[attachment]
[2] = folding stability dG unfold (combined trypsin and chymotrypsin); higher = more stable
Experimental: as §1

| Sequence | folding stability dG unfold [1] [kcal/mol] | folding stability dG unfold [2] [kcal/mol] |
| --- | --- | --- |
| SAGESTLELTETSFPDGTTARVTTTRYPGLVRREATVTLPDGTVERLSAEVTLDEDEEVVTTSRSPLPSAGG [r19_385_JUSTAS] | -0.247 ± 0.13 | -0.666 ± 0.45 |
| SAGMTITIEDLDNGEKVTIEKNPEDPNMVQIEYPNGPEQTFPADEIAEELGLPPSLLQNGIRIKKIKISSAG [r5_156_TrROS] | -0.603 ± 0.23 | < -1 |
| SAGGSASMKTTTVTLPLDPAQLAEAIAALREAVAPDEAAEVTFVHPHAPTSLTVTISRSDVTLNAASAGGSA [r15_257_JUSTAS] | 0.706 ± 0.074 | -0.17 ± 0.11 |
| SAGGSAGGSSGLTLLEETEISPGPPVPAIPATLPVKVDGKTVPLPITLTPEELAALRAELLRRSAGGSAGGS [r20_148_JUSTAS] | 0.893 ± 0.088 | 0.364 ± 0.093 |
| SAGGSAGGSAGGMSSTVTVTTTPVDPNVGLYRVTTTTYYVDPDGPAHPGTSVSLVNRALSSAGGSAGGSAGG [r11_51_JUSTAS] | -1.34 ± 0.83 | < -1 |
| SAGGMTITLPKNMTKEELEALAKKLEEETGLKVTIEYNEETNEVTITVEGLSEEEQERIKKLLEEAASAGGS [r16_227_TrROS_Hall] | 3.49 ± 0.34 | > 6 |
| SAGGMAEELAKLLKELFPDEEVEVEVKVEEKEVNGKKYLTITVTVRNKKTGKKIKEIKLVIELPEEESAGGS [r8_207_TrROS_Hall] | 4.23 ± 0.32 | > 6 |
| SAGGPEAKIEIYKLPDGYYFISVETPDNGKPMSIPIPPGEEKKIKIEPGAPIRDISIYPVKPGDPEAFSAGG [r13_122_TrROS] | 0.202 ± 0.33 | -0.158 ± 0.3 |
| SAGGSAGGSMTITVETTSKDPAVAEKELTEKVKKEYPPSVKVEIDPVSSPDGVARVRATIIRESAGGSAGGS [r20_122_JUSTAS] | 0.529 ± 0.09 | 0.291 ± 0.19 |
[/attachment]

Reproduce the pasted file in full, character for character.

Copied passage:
[2] = folding stability dG unfold (combined trypsin and chymotrypsin); higher = more stable
Experimental: as §1

| Sequence | folding stability dG unfold [1] [kcal/mol] | folding stability dG unfold [2] [kcal/mol] |
| --- | --- | --- |
| SAGESTLELTETSFPDGTTARVTTTRYPGLVRREATVTLPDGTVERLSAEVTLDEDEEVVTTSRSPLPSAGG [r19_385_JUSTAS] | -0.247 ± 0.13 | -0.666 ± 0.45 |
| SAGMTITIEDLDNGEKVTIEKNPEDPNMVQIEYPNGPEQTFPADEIAEELGLPPSLLQNGIRIKKIKISSAG [r5_156_TrROS] | -0.603 ± 0.23 | < -1 |
| SAGGSASMKTTTVTLPLDPAQLAEAIAALREAVAPDEAAEVTFVHPHAPTSLTVTISRSDVTLNAASAGGSA [r15_257_JUSTAS] | 0.706 ± 0.074 | -0.17 ± 0.11 |
| SAGGSAGGSSGLTLLEETEISPGPPVPAIPATLPVKVDGKTVPLPITLTPEELAALRAELLRRSAGGSAGGS [r20_148_JUSTAS] | 0.893 ± 0.088 | 0.364 ± 0.093 |
| SAGGSAGGSAGGMSSTVTVTTTPVDPNVGLYRVTTTTYYVDPDGPAHPGTSVSLVNRALSSAGGSAGGSAGG [r11_51_JUSTAS] | -1.34 ± 0.83 | < -1 |
| SAGGMTITLPKNMTKEELEALAKKLEEETGLKVTIEYNEETNEVTITVEGLSEEEQERIKKLLEEAASAGGS [r16_227_TrROS_Hall] | 3.49 ± 0.34 | > 6 |
| SAGGMAEELAKLLKELFPDEEVEVEVKVEEKEVNGKKYLTITVTVRNKKTGKKIKEIKLVIELPEEESAGGS [r8_207_TrROS_Hall] | 4.23 ± 0.32 | > 6 |
| SAGGPEAKIEIYKLPDGYYFISVETPDNGKPMSIPIPPGEEKKIKIEPGAPIRDISIYPVKPGDPEAFSAGG [r13_122_TrROS] | 0.202 ± 0.33 | -0.158 ± 0.3 |
| SAGGSAGGSMTITVETTSKDPAVAEKELTEKVKKEYPPSVKVEIDPVSSPDGVARVRATIIRESAGGSAGGS [r20_122_JUSTAS] | 0.529 ± 0.09 | 0.291 ± 0.19 |